The elephant, now motionless, could have been a hill or a small mountain: a roundness rising behind a tree, a dome balanced upon pillars, four supports rooted in a valley. But Thien did not smell the stones of a hill or mountain. She smelled wet earth, riverbed, and shoreline. She smelled nearby waters that reeked of what swam through them (carp, cod, eel, crab) and what bathed in them (elephant and buffalo). She had never before appreciated sour smells. Jasmine for her, lotus for her. But in something sour, a smell the opposite of flowers, maybe there was safety. If Thien’s own body smelled of river earth, Ba Ly would not stain her clothing. And if Thien could cast her shadow wide, compress the earth with each footfall, even the most ignorant soldier would understand she was dangerous. A giant, she thought, a smelly giant. I would frighten not only the Americans, the day ghosts, but Luu Mong and all the boys.
She watched the elephant snake her trunk over a wide branch. The animal leaned back, pulled, and the branch broke from the tree like kindling. The elephant ate the forest. A browsing beast, she filled herself with leaves, twigs, bark — whatever her trunk could reach. The girl came closer and whispered, “You’re strong, you can eat everything. Our buffalo just chew the grass.”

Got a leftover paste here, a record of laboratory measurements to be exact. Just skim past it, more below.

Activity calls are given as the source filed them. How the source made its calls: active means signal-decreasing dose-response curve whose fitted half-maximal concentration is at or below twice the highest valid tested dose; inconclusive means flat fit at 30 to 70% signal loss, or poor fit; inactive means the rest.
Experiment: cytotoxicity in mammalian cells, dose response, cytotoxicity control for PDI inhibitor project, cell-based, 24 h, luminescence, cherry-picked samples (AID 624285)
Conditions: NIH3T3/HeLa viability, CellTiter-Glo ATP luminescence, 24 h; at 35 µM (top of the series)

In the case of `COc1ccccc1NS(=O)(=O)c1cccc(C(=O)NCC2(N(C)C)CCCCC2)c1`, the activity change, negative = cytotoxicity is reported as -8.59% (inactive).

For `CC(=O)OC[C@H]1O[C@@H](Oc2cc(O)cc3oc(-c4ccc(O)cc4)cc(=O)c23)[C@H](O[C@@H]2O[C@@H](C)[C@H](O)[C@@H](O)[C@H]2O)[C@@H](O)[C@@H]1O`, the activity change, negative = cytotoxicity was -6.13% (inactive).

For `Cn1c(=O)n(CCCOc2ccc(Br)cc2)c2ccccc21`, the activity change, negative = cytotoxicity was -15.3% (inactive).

Flapping her ears, the beast looked at Thien. She sniffed the girl’s neck, then lowered her trunk and stripped leaves from the fallen branch. Thien looked up the wall of the elephant’s body to the crown of the tamarind tree, the bright stars between the branches. She said, “Dung lo” (Don’t worry), and lifted both hands to the animal’s body. She rubbed the back of the left foreleg, the side of the belly, the tip of the trunk. She touched the soil, the river mud pasted over belly wrinkles, leg wrinkles, the leathery texture of the skin. As the elephant bent closer to the earth, Thien stroked the flap of her left ear, a rubbery slab the shape of a giant leaf. The girl thought, You’re a forest, a moving, breathing forest. She massaged the ear, the outer side first, and then the underside that lay against the neck, the skin there as thin and smooth as human skin, the veins warm and branched like trees. She whispered to the animal, “Eat, keep growing, survive.”
“Giant” is part of a novel, Buffalo Boy and Geronimo, which is forthcoming from Curbstone Press in February 2006.